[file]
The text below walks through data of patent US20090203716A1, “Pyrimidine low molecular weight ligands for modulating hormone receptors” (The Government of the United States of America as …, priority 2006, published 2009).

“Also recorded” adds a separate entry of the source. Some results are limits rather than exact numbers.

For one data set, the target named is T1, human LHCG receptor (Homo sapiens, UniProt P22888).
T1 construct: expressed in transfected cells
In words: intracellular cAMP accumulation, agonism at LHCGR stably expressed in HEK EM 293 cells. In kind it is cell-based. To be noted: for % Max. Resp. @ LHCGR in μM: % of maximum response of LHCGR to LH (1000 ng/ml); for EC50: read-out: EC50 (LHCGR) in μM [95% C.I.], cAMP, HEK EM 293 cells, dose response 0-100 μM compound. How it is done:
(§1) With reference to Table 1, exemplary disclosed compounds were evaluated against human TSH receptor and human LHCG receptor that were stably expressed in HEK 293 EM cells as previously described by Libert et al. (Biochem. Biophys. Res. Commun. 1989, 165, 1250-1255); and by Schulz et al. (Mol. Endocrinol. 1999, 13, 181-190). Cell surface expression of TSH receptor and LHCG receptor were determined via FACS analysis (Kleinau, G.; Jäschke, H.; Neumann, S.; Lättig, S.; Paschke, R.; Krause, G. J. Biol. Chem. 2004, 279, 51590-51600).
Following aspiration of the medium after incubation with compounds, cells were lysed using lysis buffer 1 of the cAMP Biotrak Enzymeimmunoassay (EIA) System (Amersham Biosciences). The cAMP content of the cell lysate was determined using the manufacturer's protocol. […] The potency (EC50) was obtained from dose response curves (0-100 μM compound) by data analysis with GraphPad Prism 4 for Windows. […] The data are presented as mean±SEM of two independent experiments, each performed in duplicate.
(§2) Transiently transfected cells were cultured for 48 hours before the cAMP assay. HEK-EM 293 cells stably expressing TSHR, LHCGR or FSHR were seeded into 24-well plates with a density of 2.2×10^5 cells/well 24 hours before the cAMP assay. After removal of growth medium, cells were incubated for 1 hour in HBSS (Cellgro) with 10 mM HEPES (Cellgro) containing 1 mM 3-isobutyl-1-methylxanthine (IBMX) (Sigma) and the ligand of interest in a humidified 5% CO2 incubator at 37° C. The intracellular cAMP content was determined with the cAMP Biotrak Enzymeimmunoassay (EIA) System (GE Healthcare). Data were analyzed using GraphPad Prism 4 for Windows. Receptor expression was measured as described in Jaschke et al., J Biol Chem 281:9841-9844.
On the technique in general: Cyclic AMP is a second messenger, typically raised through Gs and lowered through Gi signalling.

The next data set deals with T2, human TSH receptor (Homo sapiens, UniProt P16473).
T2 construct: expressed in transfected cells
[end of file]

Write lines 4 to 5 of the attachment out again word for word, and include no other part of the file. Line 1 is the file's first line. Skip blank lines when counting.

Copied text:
T1 construct: expressed in transfected cells
In words: intracellular cAMP accumulation, agonism at LHCGR stably expressed in HEK EM 293 cells. In kind it is cell-based. To be noted: for % Max. Resp. @ LHCGR in μM: % of maximum response of LHCGR to LH (1000 ng/ml); for EC50: read-out: EC50 (LHCGR) in μM [95% C.I.], cAMP, HEK EM 293 cells, dose response 0-100 μM compound. How it is done: